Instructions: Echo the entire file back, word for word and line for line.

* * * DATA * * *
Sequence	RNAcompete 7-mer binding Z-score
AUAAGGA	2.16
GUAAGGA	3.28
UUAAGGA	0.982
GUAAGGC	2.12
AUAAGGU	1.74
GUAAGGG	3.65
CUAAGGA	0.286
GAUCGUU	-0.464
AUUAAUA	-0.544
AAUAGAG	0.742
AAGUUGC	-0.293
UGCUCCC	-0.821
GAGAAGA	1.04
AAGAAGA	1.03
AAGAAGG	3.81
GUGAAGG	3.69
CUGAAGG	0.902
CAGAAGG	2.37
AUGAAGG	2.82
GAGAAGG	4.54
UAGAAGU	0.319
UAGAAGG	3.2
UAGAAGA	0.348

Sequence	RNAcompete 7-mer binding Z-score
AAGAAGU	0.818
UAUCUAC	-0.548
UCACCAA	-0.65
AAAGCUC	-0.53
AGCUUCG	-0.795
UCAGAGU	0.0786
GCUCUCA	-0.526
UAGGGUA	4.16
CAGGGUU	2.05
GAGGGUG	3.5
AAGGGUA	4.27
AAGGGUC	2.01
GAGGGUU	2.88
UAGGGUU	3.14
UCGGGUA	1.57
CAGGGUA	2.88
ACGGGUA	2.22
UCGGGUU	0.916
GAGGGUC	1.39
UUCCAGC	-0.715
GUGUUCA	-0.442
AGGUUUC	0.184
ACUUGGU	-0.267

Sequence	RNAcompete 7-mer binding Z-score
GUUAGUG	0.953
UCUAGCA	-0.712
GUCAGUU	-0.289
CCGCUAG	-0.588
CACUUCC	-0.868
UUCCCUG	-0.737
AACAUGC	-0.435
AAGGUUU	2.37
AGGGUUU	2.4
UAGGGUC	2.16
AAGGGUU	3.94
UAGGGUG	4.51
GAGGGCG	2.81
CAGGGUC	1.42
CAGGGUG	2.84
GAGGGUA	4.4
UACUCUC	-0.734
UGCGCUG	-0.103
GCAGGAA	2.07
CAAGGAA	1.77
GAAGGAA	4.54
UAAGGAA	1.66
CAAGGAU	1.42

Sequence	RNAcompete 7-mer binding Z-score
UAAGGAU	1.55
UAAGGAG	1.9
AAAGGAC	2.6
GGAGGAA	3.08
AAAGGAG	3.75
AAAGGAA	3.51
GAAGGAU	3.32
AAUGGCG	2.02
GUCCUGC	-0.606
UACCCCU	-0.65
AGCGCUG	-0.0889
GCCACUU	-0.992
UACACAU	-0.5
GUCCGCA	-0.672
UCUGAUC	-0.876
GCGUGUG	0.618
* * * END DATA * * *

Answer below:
Sequence	RNAcompete 7-mer binding Z-score
AUAAGGA	2.16
GUAAGGA	3.28
UUAAGGA	0.982
GUAAGGC	2.12
AUAAGGU	1.74
GUAAGGG	3.65
CUAAGGA	0.286
GAUCGUU	-0.464
AUUAAUA	-0.544
AAUAGAG	0.742
AAGUUGC	-0.293
UGCUCCC	-0.821
GAGAAGA	1.04
AAGAAGA	1.03
AAGAAGG	3.81
GUGAAGG	3.69
CUGAAGG	0.902
CAGAAGG	2.37
AUGAAGG	2.82
GAGAAGG	4.54
UAGAAGU	0.319
UAGAAGG	3.2
UAGAAGA	0.348

Sequence	RNAcompete 7-mer binding Z-score
AAGAAGU	0.818
UAUCUAC	-0.548
UCACCAA	-0.65
AAAGCUC	-0.53
AGCUUCG	-0.795
UCAGAGU	0.0786
GCUCUCA	-0.526
UAGGGUA	4.16
CAGGGUU	2.05
GAGGGUG	3.5
AAGGGUA	4.27
AAGGGUC	2.01
GAGGGUU	2.88
UAGGGUU	3.14
UCGGGUA	1.57
CAGGGUA	2.88
ACGGGUA	2.22
UCGGGUU	0.916
GAGGGUC	1.39
UUCCAGC	-0.715
GUGUUCA	-0.442
AGGUUUC	0.184
ACUUGGU	-0.267

Sequence	RNAcompete 7-mer binding Z-score
GUUAGUG	0.953
UCUAGCA	-0.712
GUCAGUU	-0.289
CCGCUAG	-0.588
CACUUCC	-0.868
UUCCCUG	-0.737
AACAUGC	-0.435
AAGGUUU	2.37
AGGGUUU	2.4
UAGGGUC	2.16
AAGGGUU	3.94
UAGGGUG	4.51
GAGGGCG	2.81
CAGGGUC	1.42
CAGGGUG	2.84
GAGGGUA	4.4
UACUCUC	-0.734
UGCGCUG	-0.103
GCAGGAA	2.07
CAAGGAA	1.77
GAAGGAA	4.54
UAAGGAA	1.66
CAAGGAU	1.42

Sequence	RNAcompete 7-mer binding Z-score
UAAGGAU	1.55
UAAGGAG	1.9
AAAGGAC	2.6
GGAGGAA	3.08
AAAGGAG	3.75
AAAGGAA	3.51
GAAGGAU	3.32
AAUGGCG	2.02
GUCCUGC	-0.606
UACCCCU	-0.65
AGCGCUG	-0.0889
GCCACUU	-0.992
UACACAU	-0.5
GUCCGCA	-0.672
UCUGAUC	-0.876
GCGUGUG	0.618